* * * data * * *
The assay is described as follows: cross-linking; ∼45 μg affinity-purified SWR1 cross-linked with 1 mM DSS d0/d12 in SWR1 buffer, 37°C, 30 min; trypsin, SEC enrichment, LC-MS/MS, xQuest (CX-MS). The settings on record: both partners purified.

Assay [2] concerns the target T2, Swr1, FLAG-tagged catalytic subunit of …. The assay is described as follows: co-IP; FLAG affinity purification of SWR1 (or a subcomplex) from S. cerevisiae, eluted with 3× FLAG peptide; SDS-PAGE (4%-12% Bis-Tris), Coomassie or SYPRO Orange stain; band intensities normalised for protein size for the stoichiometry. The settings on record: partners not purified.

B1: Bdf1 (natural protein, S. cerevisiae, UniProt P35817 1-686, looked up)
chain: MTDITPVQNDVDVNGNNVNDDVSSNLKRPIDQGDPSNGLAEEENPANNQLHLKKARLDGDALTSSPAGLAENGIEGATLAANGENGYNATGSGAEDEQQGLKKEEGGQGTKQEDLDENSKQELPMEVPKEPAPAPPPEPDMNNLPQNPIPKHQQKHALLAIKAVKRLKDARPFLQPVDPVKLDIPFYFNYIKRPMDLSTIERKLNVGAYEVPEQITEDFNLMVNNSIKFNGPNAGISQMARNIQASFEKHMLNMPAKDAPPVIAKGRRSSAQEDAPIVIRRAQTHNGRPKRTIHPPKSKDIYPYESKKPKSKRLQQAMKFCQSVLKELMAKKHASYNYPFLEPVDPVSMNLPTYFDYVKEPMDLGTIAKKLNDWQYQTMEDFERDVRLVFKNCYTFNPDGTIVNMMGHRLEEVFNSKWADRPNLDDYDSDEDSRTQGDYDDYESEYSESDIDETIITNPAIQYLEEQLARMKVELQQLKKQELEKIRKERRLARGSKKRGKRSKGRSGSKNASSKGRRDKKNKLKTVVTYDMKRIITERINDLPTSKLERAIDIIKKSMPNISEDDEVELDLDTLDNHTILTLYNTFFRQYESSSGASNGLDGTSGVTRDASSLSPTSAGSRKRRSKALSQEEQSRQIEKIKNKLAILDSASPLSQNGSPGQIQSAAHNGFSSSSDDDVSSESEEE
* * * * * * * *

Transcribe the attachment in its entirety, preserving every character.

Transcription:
The assay is described as follows: cross-linking; ∼45 μg affinity-purified SWR1 cross-linked with 1 mM DSS d0/d12 in SWR1 buffer, 37°C, 30 min; trypsin, SEC enrichment, LC-MS/MS, xQuest (CX-MS). The settings on record: both partners purified.

Assay [2] concerns the target T2, Swr1, FLAG-tagged catalytic subunit of …. The assay is described as follows: co-IP; FLAG affinity purification of SWR1 (or a subcomplex) from S. cerevisiae, eluted with 3× FLAG peptide; SDS-PAGE (4%-12% Bis-Tris), Coomassie or SYPRO Orange stain; band intensities normalised for protein size for the stoichiometry. The settings on record: partners not purified.

B1: Bdf1 (natural protein, S. cerevisiae, UniProt P35817 1-686, looked up)
chain: MTDITPVQNDVDVNGNNVNDDVSSNLKRPIDQGDPSNGLAEEENPANNQLHLKKARLDGDALTSSPAGLAENGIEGATLAANGENGYNATGSGAEDEQQGLKKEEGGQGTKQEDLDENSKQELPMEVPKEPAPAPPPEPDMNNLPQNPIPKHQQKHALLAIKAVKRLKDARPFLQPVDPVKLDIPFYFNYIKRPMDLSTIERKLNVGAYEVPEQITEDFNLMVNNSIKFNGPNAGISQMARNIQASFEKHMLNMPAKDAPPVIAKGRRSSAQEDAPIVIRRAQTHNGRPKRTIHPPKSKDIYPYESKKPKSKRLQQAMKFCQSVLKELMAKKHASYNYPFLEPVDPVSMNLPTYFDYVKEPMDLGTIAKKLNDWQYQTMEDFERDVRLVFKNCYTFNPDGTIVNMMGHRLEEVFNSKWADRPNLDDYDSDEDSRTQGDYDDYESEYSESDIDETIITNPAIQYLEEQLARMKVELQQLKKQELEKIRKERRLARGSKKRGKRSKGRSGSKNASSKGRRDKKNKLKTVVTYDMKRIITERINDLPTSKLERAIDIIKKSMPNISEDDEVELDLDTLDNHTILTLYNTFFRQYESSSGASNGLDGTSGVTRDASSLSPTSAGSRKRRSKALSQEEQSRQIEKIKNKLAILDSASPLSQNGSPGQIQSAAHNGFSSSSDDDVSSESEEE